Sarnas, Badals gear up for Delhi gurudwara polls
The stage is being set for another electoral battle — this one in the national capital as the elections of the Delhi Sikh Gurdwara Management Committee (DSGMC) are due on March 11.chandigarh Updated: Feb 05, 2012 18:13 IST
The stage is being set for another electoral battle — this one in the national capital as the elections of the Delhi Sikh Gurdwara Management Committee (DSGMC) are due on March 11.
A core committee of the Shiromani Akali Dal (Badal) will meet in Chandigarh on Sunday to finalise its agenda for the polls.
The Badals’ rival and DSGMC president Paramjit Singh Sarna, who heads the Shiromani Akali Dal (Delhi), is also set to kick-start his campaign.
“Corruption in Delhi’s gurdwaras is going to be the SAD-Badal’s agenda to take on the Sarnas in the forthcoming elections. We will fine-tune things on Sunday,” said SAD (Badal) secretary Daljeet Singh Cheema, adding that apart from corruption, DSGMC-run educational institutions running into losses and sale of gurdwara committee-owned land to the Delhi government for building parking places would be the areas of focus for the SAD (Badal).
“Moreover they (the Sarnas) have shut down four schools being run by the committee, and have been using donations in gurdwaras to run a political campaign against us to support the Congress,” Cheema said.
General secretary of SAD (Delhi) and Paramjit’s younger brother Harvinder Singh Sarna, however, dismissed allegations of corruption.
“We are not like the Badals. They are corrupt and have used SGPC (Shiromani Gurdwara Parbandhak Committee) money in the January 30 assembly elections,” said Harvinder, who was DSGMC president in 2005-06. “Our donation is 10% of what SGPC gets, and our expenditure is manifold.”
The SGPC is dominated by the SAD (Badal).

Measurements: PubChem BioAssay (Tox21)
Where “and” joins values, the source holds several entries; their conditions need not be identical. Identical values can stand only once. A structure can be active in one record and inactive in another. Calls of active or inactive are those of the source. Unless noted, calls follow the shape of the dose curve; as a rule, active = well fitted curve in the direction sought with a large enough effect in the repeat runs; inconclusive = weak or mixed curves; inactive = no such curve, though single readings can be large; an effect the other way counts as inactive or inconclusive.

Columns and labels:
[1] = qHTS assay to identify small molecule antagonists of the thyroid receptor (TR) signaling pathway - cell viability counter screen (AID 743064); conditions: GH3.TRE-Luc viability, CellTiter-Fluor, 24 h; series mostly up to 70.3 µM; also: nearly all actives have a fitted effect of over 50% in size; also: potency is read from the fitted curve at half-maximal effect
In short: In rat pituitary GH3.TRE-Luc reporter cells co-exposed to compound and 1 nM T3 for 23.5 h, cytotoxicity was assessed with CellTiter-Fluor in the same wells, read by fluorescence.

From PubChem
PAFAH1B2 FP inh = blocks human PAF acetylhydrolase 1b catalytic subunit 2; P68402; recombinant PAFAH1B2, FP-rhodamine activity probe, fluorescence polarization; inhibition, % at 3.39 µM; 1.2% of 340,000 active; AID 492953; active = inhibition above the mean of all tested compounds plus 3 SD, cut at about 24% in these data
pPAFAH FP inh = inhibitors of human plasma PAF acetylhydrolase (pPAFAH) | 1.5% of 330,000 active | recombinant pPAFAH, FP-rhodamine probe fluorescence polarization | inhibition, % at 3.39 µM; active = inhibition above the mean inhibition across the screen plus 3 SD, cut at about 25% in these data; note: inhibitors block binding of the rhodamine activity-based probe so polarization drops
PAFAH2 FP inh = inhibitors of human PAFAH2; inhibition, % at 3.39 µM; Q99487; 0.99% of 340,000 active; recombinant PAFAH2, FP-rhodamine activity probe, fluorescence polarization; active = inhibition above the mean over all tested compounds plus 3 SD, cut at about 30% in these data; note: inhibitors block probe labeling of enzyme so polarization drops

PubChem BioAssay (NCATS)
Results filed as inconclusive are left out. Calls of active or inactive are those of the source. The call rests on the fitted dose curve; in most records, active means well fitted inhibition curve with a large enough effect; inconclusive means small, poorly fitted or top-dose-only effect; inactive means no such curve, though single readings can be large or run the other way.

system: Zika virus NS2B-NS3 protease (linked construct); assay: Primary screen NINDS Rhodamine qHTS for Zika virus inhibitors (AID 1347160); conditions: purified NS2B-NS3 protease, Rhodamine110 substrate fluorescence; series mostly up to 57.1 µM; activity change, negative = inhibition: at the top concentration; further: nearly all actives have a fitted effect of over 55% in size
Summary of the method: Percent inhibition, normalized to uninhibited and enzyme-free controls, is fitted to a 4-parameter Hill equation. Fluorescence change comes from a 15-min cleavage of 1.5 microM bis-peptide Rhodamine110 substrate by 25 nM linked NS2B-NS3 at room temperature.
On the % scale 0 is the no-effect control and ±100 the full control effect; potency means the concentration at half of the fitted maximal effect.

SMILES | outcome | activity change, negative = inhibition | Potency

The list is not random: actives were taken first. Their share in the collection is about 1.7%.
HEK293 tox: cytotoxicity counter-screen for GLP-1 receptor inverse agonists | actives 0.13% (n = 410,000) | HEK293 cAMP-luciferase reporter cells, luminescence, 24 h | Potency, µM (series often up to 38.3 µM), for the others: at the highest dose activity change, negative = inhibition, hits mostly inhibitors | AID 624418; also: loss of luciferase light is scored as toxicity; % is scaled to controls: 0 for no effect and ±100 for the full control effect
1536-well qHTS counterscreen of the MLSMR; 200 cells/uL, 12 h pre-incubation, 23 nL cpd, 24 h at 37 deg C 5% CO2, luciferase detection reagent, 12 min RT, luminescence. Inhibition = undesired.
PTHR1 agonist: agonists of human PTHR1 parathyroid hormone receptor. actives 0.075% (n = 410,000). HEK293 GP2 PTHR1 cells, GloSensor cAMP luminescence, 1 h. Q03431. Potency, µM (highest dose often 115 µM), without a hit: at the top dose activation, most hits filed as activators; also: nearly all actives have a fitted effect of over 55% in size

Harvinder claimed that the DSGMC had an income of Rs 40 crore from donations by pilgrims and another Rs 35 crore from offerings of prasad, totalling to Rs 75 crore. Against this, the declared annual budget of the SGPC was Rs 500 crore, he said.
“We run schools, degree colleges, hospitals and offer free ration to poor Sikh families. Very shortly we are starting a scheme of giving free medical cover to poor Sikh families and for that we don’t set criteria for welfare as in the case of the SGPC,” he said. “Any Gursikh (with unshorn hair and having faith in the Guru Granth Sahib) can approach us for health care.”
However, Avtar Singh Makkar, working president of the SGPC said, “The DSGMC has done no good for society and all their claims are false.”
He said the Delhi Sikh body should declare its budget.
In the March 11 elections, 46 members will be elected to the 55-member DSGMC house. Nine members are co-opted.
In the past two terms, 2002-2007 and 2007-12, the SAD (Delhi) has held a majority.
After 1925, the management of gurdwaras in Delhi was brought under the control of the SGPC, which came into existence under the provisions of The Sikh Gurdwara Act, 1925. An 11-member committee, the Delhi Gurdwara Parbandhak Committee, used to manage these gurdwaras. But post-Independence, with a huge Sikh population settling in Delhi, the demand for a separate committee grew, leading to the Delhi Sikh Gurdwaras Act, 1971, and formation of the Delhi Sikh Gurdwara Management Committee.
DSGMC has 55 members, 46 of whom are elected by Sikhs of Delhi and nine are co-opted Of the nine co-opted members, two represent Singh Sabhas of Delhi, one the SGPC, four the Takhts at Amritsar, Anandpur, Patna and Nanded, and two are Sikhs of Delhi who do not want to or cannot contest but whose services can be of value to the committee Of a population of 10 lakh Sikhs in Delhi, 4 lakh Puran Sikhs (with unshorn hair) are on the voter’s list for the March 11 DSGMC elections In the 2002 DSGMC polls, the Sarna-led front won 27 seats, increasing the count to 28 in 2007. The SAD (Badal) could manage only six seats in 2007.
Till 1999, the Sarnas were in the Shiromani Akali Dal (Badal). The split occurred when the then SGPC president Gurcharan Singh Tohra and Punjab chief minister Parkash Singh Badal fell apart before the tercentenary celebration of the Sikh Panth. “We supported Tohra for about a year after that, but decided to function independently and formed the SAD (Delhi) in 2000,” Harvinder said.
Paramjit Singh Sarna became president of the DSGMC in 1995-96 with the support of Parkash Singh Badal.
After winning the DSGMC elections under the SAD (Delhi) banner, he became DSGMC president in 2002 till 2004 and again in 2006 till date.
With the SAD (Badal) entering into an election alliance with the BJP and subsequently forming a coalition government in 1997, the Sarnas sided with the Congress.
They openly supported Punjab Congress chief Captain Amarinder Singh, sharing the stage with him.
The Sarnas supported candidates contesting against SAD (Badal) in last year’s September 18 SGPC elections, but they could win only a few seats.